New CMS process for equivalencies requires hardship assessment


June 5, 2015

Many ASHE members are receiving rejection notices on equivalencies because of a revamped process for submitting and approving equivalencies. The issue affects both traditional equivalencies and Fire Safety Evaluation System (FSES) submissions. This ASHE issue brief explains the issue and provides members with guidance on how to resubmit equivalency requests with the information needed for approval.

In July 2014, the Centers for Medicare & Medicaid Services (CMS) made a policy change that requires CMS regional offices to approve or deny equivalencies. Previously, this work was done by accreditation organizations such as the Joint Commission. Under the new process, facilities submit equivalencies to accreditation organizations, which in turn submit them to CMS for a decision.

Hospitals are seeing the effects of announcements last year in which CMS said it was changing the process for equivalencies. The change in process, initiated last July, required a third party review of hundreds of pending equivalencies and FSES submissions. After developing and implementing the process, hospitals are just now receiving their determinations.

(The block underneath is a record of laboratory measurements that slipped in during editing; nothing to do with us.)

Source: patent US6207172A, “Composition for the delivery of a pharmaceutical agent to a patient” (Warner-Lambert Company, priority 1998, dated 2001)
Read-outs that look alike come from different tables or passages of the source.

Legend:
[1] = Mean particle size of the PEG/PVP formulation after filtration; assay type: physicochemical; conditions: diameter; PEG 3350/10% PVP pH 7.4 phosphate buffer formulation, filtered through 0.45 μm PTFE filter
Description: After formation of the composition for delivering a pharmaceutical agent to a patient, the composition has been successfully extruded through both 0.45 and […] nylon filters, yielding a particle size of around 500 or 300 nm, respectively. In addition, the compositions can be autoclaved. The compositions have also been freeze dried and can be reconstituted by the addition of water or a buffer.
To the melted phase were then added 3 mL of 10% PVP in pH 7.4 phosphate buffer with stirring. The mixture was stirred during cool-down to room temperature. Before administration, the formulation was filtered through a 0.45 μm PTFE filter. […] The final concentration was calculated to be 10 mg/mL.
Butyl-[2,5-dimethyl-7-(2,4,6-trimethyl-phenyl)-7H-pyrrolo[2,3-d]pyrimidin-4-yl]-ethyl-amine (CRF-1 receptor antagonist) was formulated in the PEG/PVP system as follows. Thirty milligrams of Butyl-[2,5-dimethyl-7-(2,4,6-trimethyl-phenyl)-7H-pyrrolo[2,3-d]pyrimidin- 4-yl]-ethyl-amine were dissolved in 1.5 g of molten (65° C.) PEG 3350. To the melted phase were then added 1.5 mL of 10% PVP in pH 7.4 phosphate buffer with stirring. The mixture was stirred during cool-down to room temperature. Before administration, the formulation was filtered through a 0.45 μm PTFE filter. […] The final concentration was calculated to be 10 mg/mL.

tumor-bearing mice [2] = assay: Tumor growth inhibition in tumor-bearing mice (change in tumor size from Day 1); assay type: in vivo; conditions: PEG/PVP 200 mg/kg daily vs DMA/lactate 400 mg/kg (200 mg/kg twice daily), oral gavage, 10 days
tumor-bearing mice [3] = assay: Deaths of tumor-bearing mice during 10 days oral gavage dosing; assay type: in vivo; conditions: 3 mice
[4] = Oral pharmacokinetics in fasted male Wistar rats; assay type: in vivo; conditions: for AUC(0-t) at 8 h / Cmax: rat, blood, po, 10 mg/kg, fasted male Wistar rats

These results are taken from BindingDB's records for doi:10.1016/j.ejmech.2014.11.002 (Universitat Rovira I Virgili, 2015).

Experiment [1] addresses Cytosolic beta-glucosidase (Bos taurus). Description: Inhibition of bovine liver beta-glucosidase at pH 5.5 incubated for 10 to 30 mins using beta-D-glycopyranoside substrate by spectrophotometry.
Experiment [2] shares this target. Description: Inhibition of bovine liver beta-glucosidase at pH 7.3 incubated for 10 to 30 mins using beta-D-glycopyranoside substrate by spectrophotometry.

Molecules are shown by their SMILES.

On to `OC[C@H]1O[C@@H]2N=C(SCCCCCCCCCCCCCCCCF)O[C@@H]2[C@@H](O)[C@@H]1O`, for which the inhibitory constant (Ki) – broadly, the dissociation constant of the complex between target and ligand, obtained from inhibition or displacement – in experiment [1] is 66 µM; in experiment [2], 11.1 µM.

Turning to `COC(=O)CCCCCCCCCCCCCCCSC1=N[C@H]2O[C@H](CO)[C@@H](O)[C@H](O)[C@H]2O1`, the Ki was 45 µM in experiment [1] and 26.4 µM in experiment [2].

CMS requires that any request for deviation from adopted codes should include an assessment of hardship that explains the need for the deviation, as well as assurance that overall patient safety will not be diminished by the equivalency. Although an equivalency is technically considered compliance with the code, CMS still requires the hardship assessment and statement regarding patient safety.

According to CMS, an unreasonable hardship could include factors such as costs, the extent and duration of disruptions of patient areas, the availability of financing, and the remaining lifespan of the building.

ASHE members who submitted equivalencies without hardship assessments are receiving rejections. ASHE recommends that members follow instructions provided by their accreditation organizations and include the statement of hardship before electronically resubmitting the equivalency.

For members preparing equivalency submissions in the future, keep in mind these requirements. For more information on preparing FSES equivalencies by clicking here.

Key Points

The Centers for Medicare & Medicaid Services (CMS) regional offices now determine whether equivalencies are approved (a task previously completed by accrediting organizations).

CMS requires that any deviation from the adopted codes include an assessment of hardship and assurance that patient safety is not diminished.

Facilities that have had equivalencies rejected should include a hardship assessment and statement on patient safety and resubmit.

ASHE staff contact:
ASHE Deputy Executive Director of Advocacy
Chad Beebe, AIA, SASHE